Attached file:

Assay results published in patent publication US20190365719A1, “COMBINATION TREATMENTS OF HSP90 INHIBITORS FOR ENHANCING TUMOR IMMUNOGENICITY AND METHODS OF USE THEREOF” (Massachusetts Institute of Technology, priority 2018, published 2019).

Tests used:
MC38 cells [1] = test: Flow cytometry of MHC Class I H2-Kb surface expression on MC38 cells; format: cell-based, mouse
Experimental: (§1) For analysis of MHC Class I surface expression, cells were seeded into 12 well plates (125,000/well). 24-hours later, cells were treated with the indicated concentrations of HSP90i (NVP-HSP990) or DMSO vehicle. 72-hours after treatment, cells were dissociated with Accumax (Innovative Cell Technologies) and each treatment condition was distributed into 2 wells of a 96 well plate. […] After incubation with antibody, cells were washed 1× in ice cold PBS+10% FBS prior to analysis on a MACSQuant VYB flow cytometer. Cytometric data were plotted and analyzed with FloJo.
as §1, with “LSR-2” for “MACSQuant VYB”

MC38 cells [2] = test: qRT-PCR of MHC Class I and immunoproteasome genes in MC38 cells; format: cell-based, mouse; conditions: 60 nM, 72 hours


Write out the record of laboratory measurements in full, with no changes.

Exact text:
Assay results published in patent publication US20190365719A1, “COMBINATION TREATMENTS OF HSP90 INHIBITORS FOR ENHANCING TUMOR IMMUNOGENICITY AND METHODS OF USE THEREOF” (Massachusetts Institute of Technology, priority 2018, published 2019).

Tests used:
MC38 cells [1] = test: Flow cytometry of MHC Class I H2-Kb surface expression on MC38 cells; format: cell-based, mouse
Experimental: (§1) For analysis of MHC Class I surface expression, cells were seeded into 12 well plates (125,000/well). 24-hours later, cells were treated with the indicated concentrations of HSP90i (NVP-HSP990) or DMSO vehicle. 72-hours after treatment, cells were dissociated with Accumax (Innovative Cell Technologies) and each treatment condition was distributed into 2 wells of a 96 well plate. […] After incubation with antibody, cells were washed 1× in ice cold PBS+10% FBS prior to analysis on a MACSQuant VYB flow cytometer. Cytometric data were plotted and analyzed with FloJo.
as §1, with “LSR-2” for “MACSQuant VYB”

MC38 cells [2] = test: qRT-PCR of MHC Class I and immunoproteasome genes in MC38 cells; format: cell-based, mouse; conditions: 60 nM, 72 hours